View of the ancient, rolling Shenandoah from Old Rag, photo by E. H. Uminn, 2021
“When despair for the world grows in me
and I wake in the night at the least sound
in fear of what my life and my children’s lives may be,
I go and lie down where the wood drake
rests in his beauty on the water, and the great heron feeds.
I come to the peace of the wild things
who do not tax their lives with forethought
of grief. I come into the presence of still water.
And I feel above me the day-blind stars
waiting with their light. For a time
I rest in the grace of the world, and I am free.”- Wendell Berry, The Peace of Wild Things
Old Rag Loop Trail in Shenandoah National Park, photo by E. H. Uminn, 2021
“Hope isn’t naively denying the problem. It’s just relentlessly believing in the existence of the solution.” – R. J. Dawson
So many things are wrapped up in the challenge of hiking a difficult mountain or terrain. The accent itself is challenging, requiring physical stamina, endurance, and the grit to push through despite one’s fear of falling or encountering wild life. There is also the mental fortitude and persistence required, to refuse to think negatively while encountering heat, humidity, rain, cold, insects, etc. Instead, pushing through discomfort to problem solve and look for solutions has become a sort of encouragement to me.
I remember well the Kal-Haven trail biking fundraiser my school used to put on when I was in high school, and thinking about cheeseburgers and fries toward the last 20 miles of the 64 mile trip with my friend, Tim, just to get myself to cross the finish line. It was interesting thinking back on this while I was hiking yesterday, because I have always noted that I shut negative thoughts out when I encounter difficulty rather well, and I distract myself with anything that keeps me from feeling discomfort to get through the hardest circumstances. But I’m also learning that this trait can make me numb my brain more frequently than I should. I look for ways to not dwell on what is difficult, even to the point of denying it is as hard as it is, as I am ever the optimist.
“There are gaps in the mesh of the everyday world, and sometimes they open up and you fall through them into Somewhere Else. Somewhere Else runs at a different pace to the here and now, where everyone else carries on. Somewhere Else is where ghosts live, concealed from view and only glimpsed by people in the real world. Somewhere Else exists at a delay, so that you can’t quite keep pace. Perhaps I was already tethering on the brink of Somewhere Else anyway; but now I fell through, as simply and discreetly as dust sifting between the floorboards.”- Katherine May
I’ve been thinking over the above quote, and others which I will post about later this week, but on my hike I put in action what was a combination of two parallel things that I am trying to cultivate in myself: acceptance of the way things are without suppressing anger or becoming bitter, for one, and secondly, always keeping faith, hope, and love as my compass, my true north. I can hike in difficult conditions, switch my brain to off on the physical discomfort and on for the next step–the next ten steps–the listening for water or birds, and I can overcome. I can accept difficulty, but remain grateful for the lessons they teach, the gift they are to me. They exist in tandem. So when I was told in my twenties, for example, that I am naive or ignore what is negative to my detriment, and appear aloof, this profoundly struck me. I’ve had to ask myself over the years, is this true of me? And I’ve come to the conclusion that it isn’t quite a fair assessment. I am hopeful, I am optimistic, but I’ve learned to reflect upon my responses through difficulty, and yes, I am hopeful, my faith strengthens, my gratefulness for all things grows.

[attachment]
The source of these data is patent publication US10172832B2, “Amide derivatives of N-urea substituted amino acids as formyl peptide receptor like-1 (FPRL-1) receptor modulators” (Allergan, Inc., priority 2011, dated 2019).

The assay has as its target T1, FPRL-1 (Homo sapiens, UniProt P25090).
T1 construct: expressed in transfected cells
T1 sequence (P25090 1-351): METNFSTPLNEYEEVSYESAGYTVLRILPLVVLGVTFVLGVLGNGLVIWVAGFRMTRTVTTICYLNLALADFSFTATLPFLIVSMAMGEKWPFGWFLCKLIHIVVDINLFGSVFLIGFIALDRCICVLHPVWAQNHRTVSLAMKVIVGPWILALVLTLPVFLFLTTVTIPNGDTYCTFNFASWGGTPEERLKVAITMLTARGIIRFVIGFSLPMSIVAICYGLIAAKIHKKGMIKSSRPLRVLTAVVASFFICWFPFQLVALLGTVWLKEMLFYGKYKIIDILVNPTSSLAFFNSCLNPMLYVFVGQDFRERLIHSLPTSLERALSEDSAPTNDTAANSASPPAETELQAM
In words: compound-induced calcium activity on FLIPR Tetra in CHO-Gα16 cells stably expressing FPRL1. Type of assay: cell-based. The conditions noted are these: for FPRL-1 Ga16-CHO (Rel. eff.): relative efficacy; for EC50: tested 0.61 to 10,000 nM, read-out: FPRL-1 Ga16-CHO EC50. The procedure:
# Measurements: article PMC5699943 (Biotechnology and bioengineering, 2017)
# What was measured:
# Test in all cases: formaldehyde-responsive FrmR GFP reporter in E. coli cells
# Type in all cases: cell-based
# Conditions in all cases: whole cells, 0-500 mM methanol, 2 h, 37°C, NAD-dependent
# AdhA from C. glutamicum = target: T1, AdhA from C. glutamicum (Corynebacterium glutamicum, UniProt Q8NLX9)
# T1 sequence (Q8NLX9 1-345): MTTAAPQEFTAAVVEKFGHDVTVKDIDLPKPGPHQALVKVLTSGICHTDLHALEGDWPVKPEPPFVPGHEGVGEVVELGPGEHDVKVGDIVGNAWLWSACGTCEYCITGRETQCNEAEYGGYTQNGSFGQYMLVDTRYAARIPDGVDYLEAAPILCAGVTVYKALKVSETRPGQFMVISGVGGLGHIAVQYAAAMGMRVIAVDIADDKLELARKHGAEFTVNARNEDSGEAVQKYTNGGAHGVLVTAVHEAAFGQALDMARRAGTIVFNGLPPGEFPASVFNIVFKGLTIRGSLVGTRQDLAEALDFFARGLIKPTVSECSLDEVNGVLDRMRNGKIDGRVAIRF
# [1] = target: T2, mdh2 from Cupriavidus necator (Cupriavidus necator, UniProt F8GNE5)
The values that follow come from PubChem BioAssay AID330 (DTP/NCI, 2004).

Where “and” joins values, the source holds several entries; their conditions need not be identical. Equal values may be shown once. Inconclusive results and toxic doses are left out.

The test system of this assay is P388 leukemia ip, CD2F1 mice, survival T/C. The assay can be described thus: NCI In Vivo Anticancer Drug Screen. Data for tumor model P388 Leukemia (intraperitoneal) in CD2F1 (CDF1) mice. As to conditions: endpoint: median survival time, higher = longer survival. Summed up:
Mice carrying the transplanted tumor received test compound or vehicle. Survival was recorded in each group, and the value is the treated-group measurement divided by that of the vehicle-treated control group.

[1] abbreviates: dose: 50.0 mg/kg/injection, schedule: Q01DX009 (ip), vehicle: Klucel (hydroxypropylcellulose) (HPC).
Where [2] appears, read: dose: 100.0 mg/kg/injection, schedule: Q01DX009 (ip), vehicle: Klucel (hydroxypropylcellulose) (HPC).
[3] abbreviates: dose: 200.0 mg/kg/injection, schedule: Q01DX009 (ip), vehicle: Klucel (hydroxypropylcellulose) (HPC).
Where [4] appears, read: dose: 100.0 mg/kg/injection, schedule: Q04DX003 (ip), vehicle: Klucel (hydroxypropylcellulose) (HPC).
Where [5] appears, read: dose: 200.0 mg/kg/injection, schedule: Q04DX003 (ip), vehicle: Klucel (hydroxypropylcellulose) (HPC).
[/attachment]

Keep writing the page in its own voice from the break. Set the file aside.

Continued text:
Rock scramble section of Old Rag, photo by E. H. Uminn, 2021
Rock scramble portion of Old Rag, photo by E. H. Uminn, 2021
Old Rag Mountain is named after the Old Rag Granite, a course-grained alkali feldspar granite, that is famously on the surface of the summit. Photo by E. H. Uminn, 2021
I was nervous about how short I am and that some of the jumps from boulder to boulder were far, and my fear of heights is something I have to fight to conquer. In certain places, I had to remove my pack to squeeze through narrow slices of rock. At the top of Old Rag, the hashes marking the trail are painted on the rocks, because there isn’t a consistent dirt path. We lost the hashes at one point and came to a cliff overhang and had to backtrack to find the familiar blue hash again on the granite surface. The hike wasn’t fully linear, and part of the challenge was diagnosing, slowing down, and vacillating between looking right in front of one’s boots for the immediate next move, to looking up and catching a breath to refocus on the larger goal of reaching the summit. This type of work has also been something I’ve cultivated in my MMA training the last 2.5 months, where some days feel like little progress is being made, or I get frustrated because I can’t quite figure out a combination and no amount of gumption can give it to me. However, all the small, consistent steps are turning into larger leaps and gains, and for that lesson of slow and steady progress to accomplish big things, I am beholden, indebted.
View of Old Rag Mountain’s summit from the middle of rock scrambling, photo by E. H. Uminn, 2021
B in front, I’m behind her, following the light blue hash marks (to the left of my head!) Photo by N, Old Rag Mountain, 2021
Shimmying through this portion of the rock scramble. Some sections require hoisting up by the arms. (The pushups I’ve been working on came in handy for getting through this hike.) Old Rag, 2021
Tight fit with N, Old Rag Mountain, photo by B, 2021
Old Rag Mountain Summit, Shenandoah National Park, photo by E. H. Uminn, 2021
Elevation gain: 2,683′